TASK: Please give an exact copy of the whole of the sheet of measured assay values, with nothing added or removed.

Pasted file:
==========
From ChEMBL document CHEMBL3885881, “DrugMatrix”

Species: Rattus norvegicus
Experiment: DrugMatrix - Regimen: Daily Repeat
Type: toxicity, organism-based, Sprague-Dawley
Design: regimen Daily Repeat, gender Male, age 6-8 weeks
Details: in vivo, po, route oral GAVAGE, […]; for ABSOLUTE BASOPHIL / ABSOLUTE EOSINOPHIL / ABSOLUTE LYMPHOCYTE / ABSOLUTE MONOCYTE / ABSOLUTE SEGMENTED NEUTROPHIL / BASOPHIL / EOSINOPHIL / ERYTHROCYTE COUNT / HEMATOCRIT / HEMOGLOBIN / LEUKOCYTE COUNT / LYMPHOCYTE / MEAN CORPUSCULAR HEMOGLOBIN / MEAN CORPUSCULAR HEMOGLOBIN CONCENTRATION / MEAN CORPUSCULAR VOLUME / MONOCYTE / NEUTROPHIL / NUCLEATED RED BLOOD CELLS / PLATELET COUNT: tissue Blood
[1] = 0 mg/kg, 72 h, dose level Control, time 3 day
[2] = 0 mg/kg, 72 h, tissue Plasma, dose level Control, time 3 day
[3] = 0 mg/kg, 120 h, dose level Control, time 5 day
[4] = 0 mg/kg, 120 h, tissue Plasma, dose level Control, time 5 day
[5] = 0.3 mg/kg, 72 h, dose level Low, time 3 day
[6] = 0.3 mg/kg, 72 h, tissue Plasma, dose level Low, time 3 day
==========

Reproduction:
From ChEMBL document CHEMBL3885881, “DrugMatrix”

Species: Rattus norvegicus
Experiment: DrugMatrix - Regimen: Daily Repeat
Type: toxicity, organism-based, Sprague-Dawley
Design: regimen Daily Repeat, gender Male, age 6-8 weeks
Details: in vivo, po, route oral GAVAGE, […]; for ABSOLUTE BASOPHIL / ABSOLUTE EOSINOPHIL / ABSOLUTE LYMPHOCYTE / ABSOLUTE MONOCYTE / ABSOLUTE SEGMENTED NEUTROPHIL / BASOPHIL / EOSINOPHIL / ERYTHROCYTE COUNT / HEMATOCRIT / HEMOGLOBIN / LEUKOCYTE COUNT / LYMPHOCYTE / MEAN CORPUSCULAR HEMOGLOBIN / MEAN CORPUSCULAR HEMOGLOBIN CONCENTRATION / MEAN CORPUSCULAR VOLUME / MONOCYTE / NEUTROPHIL / NUCLEATED RED BLOOD CELLS / PLATELET COUNT: tissue Blood
[1] = 0 mg/kg, 72 h, dose level Control, time 3 day
[2] = 0 mg/kg, 72 h, tissue Plasma, dose level Control, time 3 day
[3] = 0 mg/kg, 120 h, dose level Control, time 5 day
[4] = 0 mg/kg, 120 h, tissue Plasma, dose level Control, time 5 day
[5] = 0.3 mg/kg, 72 h, dose level Low, time 3 day
[6] = 0.3 mg/kg, 72 h, tissue Plasma, dose level Low, time 3 day